Greece … is a laboratory in which the resistance of a population to authoritarian governance can be measured.
Maurizio Lazzarato, Governing by Debt
The task of art is not to change reality but to show and evoke it.
The mimetic power of art is the true power of art, its true task: reshuffling the sensible.
The performative in art is the sharing of the ‘common uncommon’ (from Oedipus to the present) as mediation between the private sphere (the space of hiding) and the public sphere (the space of appearance).
Lieven De Cauter, Theses on Art and Activism (Depression Era)
The greek elections of last Sunday, September 20th, brought Tsipras’ Syriza party back to power, but no longer with the old and now forgotten promises of putting an end to austerity measures and freeing the greek people from the dictatorship of the “Troika” (the european commission, the european central bank, the IMF). Syriza can now only pathetically offer to apply the latest, third package of cuts and privatisations, which it voted through the nation’s parliament, more “humanely”. As the irrelevance of parliamentary politics plays itself out (the largest number of votes went to a party that will not be represented, that of those who abstained), political life continues throughout the country in protests and in the activities of countless experiments of collective, self-managed mutual aid (click here).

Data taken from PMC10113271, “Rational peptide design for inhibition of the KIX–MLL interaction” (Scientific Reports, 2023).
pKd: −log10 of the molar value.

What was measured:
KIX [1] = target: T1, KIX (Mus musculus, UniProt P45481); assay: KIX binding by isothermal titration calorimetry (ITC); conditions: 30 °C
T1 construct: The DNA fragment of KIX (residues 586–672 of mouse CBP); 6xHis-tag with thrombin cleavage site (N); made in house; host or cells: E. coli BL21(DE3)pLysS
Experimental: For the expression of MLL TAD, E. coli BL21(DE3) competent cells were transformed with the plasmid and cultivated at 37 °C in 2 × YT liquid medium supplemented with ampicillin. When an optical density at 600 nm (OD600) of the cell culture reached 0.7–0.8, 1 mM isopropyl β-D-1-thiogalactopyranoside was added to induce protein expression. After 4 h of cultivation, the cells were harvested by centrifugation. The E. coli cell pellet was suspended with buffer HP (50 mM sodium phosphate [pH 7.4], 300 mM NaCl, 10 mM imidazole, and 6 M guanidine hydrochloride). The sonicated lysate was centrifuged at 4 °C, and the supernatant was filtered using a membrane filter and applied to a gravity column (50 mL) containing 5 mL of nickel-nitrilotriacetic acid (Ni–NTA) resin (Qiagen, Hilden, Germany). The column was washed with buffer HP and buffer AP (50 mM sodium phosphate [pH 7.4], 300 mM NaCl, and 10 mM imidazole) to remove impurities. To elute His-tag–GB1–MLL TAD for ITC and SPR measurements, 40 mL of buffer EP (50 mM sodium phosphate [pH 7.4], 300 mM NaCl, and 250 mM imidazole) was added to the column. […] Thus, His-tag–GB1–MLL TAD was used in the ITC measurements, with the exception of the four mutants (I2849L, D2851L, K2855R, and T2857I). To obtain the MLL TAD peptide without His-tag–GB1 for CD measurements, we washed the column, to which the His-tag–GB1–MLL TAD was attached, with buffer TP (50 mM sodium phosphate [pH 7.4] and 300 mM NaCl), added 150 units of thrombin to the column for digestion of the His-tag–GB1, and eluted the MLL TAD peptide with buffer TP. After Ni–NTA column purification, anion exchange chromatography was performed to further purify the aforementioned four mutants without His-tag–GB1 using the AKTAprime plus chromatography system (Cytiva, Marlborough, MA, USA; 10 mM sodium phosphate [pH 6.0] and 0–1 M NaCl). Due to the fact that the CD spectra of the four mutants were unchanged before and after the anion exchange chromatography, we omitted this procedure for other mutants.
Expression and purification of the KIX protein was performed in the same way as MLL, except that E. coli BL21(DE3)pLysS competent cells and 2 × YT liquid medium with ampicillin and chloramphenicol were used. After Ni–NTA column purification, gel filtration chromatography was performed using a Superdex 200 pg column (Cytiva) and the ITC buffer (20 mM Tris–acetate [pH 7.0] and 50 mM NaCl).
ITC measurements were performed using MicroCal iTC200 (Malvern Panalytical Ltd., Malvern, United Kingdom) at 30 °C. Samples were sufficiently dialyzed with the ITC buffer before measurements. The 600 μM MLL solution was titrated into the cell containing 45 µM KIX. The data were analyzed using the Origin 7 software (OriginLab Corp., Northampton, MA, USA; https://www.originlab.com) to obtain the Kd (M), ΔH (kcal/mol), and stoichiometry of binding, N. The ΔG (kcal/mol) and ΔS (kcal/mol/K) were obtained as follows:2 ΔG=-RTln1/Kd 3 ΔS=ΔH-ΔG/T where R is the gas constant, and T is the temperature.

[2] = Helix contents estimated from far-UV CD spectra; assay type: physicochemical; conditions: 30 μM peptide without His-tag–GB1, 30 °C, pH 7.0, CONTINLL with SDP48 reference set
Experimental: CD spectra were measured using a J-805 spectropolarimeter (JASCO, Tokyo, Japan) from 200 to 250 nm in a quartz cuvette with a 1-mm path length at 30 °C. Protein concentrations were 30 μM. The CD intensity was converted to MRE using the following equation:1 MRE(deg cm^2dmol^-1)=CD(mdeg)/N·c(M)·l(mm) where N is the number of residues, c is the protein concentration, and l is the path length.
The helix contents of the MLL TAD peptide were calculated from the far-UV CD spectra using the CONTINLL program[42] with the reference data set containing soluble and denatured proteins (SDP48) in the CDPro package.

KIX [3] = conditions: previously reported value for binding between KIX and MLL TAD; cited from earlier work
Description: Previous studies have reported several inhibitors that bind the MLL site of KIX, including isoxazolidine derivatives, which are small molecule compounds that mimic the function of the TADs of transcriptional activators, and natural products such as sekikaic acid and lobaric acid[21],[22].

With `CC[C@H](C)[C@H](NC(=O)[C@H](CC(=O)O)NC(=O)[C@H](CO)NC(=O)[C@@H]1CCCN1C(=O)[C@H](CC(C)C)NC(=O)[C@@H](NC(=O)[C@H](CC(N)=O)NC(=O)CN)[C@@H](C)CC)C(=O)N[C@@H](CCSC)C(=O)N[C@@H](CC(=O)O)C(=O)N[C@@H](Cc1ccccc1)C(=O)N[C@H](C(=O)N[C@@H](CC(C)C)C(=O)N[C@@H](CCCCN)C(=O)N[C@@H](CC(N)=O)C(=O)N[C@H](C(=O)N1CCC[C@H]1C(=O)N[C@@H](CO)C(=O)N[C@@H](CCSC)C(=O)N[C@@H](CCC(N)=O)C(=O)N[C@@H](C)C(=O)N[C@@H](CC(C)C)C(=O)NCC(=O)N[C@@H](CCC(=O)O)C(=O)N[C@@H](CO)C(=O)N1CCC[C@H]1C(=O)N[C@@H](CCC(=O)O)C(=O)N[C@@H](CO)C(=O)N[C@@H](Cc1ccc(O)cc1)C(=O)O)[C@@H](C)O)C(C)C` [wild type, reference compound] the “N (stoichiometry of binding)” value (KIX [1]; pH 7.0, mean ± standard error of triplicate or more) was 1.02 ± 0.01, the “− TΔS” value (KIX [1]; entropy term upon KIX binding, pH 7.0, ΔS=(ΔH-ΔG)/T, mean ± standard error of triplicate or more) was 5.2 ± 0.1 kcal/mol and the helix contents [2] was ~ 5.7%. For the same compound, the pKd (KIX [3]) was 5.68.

It is of this dissidence, rebellion, insurrection that street art in greece speaks. We share below some of this protest, alternating with photographic chronicles of the violence of “crisis” and “austerity government” from the collective Depression Era …
There is a great deal more street art that could be shared here. And the excellent work of the Depression Era collective (photographs, video, text) all merit further exploration. We conclude with a short documentary video by Kostas Kallergis, entitled The Wake Up Call on Athens political street art …